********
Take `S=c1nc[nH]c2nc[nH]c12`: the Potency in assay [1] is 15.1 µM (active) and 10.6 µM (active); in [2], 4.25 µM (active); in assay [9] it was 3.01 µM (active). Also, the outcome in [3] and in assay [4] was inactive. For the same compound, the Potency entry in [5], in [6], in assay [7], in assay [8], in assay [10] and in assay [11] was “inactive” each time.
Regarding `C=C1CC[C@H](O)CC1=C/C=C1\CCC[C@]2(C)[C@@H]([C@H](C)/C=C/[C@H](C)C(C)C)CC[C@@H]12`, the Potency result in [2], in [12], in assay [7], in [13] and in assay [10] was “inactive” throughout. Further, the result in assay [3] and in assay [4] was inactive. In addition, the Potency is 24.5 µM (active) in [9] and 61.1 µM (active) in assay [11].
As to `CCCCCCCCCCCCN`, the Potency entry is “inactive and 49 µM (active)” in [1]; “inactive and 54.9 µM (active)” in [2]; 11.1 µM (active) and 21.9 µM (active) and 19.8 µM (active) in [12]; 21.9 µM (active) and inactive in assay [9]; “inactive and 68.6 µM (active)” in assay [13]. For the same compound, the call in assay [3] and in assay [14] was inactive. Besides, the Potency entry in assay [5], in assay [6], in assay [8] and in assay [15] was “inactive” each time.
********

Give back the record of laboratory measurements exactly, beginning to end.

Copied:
Take `S=c1nc[nH]c2nc[nH]c12`: the Potency in assay [1] is 15.1 µM (active) and 10.6 µM (active); in [2], 4.25 µM (active); in assay [9] it was 3.01 µM (active). Also, the outcome in [3] and in assay [4] was inactive. For the same compound, the Potency entry in [5], in [6], in assay [7], in assay [8], in assay [10] and in assay [11] was “inactive” each time.
Regarding `C=C1CC[C@H](O)CC1=C/C=C1\CCC[C@]2(C)[C@@H]([C@H](C)/C=C/[C@H](C)C(C)C)CC[C@@H]12`, the Potency result in [2], in [12], in assay [7], in [13] and in assay [10] was “inactive” throughout. Further, the result in assay [3] and in assay [4] was inactive. In addition, the Potency is 24.5 µM (active) in [9] and 61.1 µM (active) in assay [11].
As to `CCCCCCCCCCCCN`, the Potency entry is “inactive and 49 µM (active)” in [1]; “inactive and 54.9 µM (active)” in [2]; 11.1 µM (active) and 21.9 µM (active) and 19.8 µM (active) in [12]; 21.9 µM (active) and inactive in assay [9]; “inactive and 68.6 µM (active)” in assay [13]. For the same compound, the call in assay [3] and in assay [14] was inactive. Besides, the Potency entry in assay [5], in assay [6], in assay [8] and in assay [15] was “inactive” each time.